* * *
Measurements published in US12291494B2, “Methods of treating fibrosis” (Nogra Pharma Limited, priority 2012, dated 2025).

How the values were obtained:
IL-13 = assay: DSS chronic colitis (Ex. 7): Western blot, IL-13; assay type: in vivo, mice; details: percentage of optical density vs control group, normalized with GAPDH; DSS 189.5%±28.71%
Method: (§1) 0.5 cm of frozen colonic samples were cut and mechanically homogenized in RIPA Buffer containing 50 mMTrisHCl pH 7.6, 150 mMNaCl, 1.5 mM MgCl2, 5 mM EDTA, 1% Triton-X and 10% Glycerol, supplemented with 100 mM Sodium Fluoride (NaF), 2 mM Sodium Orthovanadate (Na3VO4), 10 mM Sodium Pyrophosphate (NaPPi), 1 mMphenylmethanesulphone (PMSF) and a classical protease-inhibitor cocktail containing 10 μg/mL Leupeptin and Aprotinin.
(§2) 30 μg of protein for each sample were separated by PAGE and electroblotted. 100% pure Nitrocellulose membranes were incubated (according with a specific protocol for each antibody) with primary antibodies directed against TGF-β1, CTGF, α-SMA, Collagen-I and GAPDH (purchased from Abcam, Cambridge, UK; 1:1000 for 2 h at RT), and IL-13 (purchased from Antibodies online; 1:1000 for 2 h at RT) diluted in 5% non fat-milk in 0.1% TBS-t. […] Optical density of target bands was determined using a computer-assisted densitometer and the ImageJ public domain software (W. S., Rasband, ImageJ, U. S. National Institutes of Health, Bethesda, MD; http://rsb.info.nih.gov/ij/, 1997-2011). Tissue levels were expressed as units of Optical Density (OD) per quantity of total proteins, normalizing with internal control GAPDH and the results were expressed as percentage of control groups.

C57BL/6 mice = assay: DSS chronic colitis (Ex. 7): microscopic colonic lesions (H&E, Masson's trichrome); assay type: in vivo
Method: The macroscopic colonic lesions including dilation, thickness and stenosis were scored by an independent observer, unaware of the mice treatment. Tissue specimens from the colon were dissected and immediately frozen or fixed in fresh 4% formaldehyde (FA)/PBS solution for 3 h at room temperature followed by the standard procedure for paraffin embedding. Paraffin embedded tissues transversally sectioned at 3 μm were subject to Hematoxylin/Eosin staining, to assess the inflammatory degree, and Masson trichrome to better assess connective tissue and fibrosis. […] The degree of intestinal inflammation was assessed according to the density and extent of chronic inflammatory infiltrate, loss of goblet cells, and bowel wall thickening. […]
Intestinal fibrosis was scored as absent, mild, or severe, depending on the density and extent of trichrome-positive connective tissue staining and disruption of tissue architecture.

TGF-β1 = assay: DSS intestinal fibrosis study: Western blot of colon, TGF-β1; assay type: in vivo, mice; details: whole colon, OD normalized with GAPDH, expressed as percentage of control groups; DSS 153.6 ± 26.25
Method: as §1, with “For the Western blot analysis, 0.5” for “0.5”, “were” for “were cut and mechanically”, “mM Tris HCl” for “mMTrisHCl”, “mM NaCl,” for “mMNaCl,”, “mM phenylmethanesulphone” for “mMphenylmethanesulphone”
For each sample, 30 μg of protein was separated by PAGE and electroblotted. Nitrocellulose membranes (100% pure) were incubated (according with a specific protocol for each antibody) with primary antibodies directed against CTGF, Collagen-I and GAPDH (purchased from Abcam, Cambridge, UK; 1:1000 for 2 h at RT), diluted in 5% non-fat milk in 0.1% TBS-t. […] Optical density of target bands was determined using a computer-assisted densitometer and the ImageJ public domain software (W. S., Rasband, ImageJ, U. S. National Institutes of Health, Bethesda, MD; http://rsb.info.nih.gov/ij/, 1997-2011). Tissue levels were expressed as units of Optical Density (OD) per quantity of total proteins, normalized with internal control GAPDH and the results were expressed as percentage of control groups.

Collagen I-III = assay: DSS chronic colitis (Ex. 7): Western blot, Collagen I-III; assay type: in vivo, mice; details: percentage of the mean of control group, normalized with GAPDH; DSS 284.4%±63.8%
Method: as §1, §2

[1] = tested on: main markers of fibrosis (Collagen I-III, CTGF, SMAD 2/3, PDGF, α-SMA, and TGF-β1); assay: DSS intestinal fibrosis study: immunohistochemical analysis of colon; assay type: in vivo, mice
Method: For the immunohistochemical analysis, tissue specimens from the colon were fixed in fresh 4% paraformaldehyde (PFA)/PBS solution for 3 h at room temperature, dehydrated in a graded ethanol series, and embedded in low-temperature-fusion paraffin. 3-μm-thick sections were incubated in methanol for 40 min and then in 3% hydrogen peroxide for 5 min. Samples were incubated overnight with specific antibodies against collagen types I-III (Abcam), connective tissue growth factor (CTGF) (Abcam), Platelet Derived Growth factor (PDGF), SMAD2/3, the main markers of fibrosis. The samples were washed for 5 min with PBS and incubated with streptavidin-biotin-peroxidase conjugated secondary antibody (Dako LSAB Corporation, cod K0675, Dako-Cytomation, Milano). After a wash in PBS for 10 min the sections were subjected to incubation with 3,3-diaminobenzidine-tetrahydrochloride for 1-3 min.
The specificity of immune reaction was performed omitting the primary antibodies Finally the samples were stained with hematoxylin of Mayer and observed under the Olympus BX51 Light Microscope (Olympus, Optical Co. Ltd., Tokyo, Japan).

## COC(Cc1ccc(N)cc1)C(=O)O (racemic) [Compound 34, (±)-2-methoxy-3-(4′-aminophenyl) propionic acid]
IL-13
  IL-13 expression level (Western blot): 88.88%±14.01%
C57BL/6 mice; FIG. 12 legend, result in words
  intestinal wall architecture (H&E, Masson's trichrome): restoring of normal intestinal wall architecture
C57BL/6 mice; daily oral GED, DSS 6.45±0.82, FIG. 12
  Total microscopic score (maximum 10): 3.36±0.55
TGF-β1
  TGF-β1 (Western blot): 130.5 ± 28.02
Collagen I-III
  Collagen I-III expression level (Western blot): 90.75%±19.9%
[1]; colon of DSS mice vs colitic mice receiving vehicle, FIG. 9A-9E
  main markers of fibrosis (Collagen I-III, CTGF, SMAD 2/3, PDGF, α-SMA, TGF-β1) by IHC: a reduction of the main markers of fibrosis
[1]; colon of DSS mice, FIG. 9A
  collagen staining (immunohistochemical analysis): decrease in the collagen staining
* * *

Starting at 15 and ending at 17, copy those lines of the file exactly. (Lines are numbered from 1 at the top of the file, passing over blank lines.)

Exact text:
Method: For the immunohistochemical analysis, tissue specimens from the colon were fixed in fresh 4% paraformaldehyde (PFA)/PBS solution for 3 h at room temperature, dehydrated in a graded ethanol series, and embedded in low-temperature-fusion paraffin. 3-μm-thick sections were incubated in methanol for 40 min and then in 3% hydrogen peroxide for 5 min. Samples were incubated overnight with specific antibodies against collagen types I-III (Abcam), connective tissue growth factor (CTGF) (Abcam), Platelet Derived Growth factor (PDGF), SMAD2/3, the main markers of fibrosis. The samples were washed for 5 min with PBS and incubated with streptavidin-biotin-peroxidase conjugated secondary antibody (Dako LSAB Corporation, cod K0675, Dako-Cytomation, Milano). After a wash in PBS for 10 min the sections were subjected to incubation with 3,3-diaminobenzidine-tetrahydrochloride for 1-3 min.
The specificity of immune reaction was performed omitting the primary antibodies Finally the samples were stained with hematoxylin of Mayer and observed under the Olympus BX51 Light Microscope (Olympus, Optical Co. Ltd., Tokyo, Japan).

## COC(Cc1ccc(N)cc1)C(=O)O (racemic) [Compound 34, (±)-2-methoxy-3-(4′-aminophenyl) propionic acid]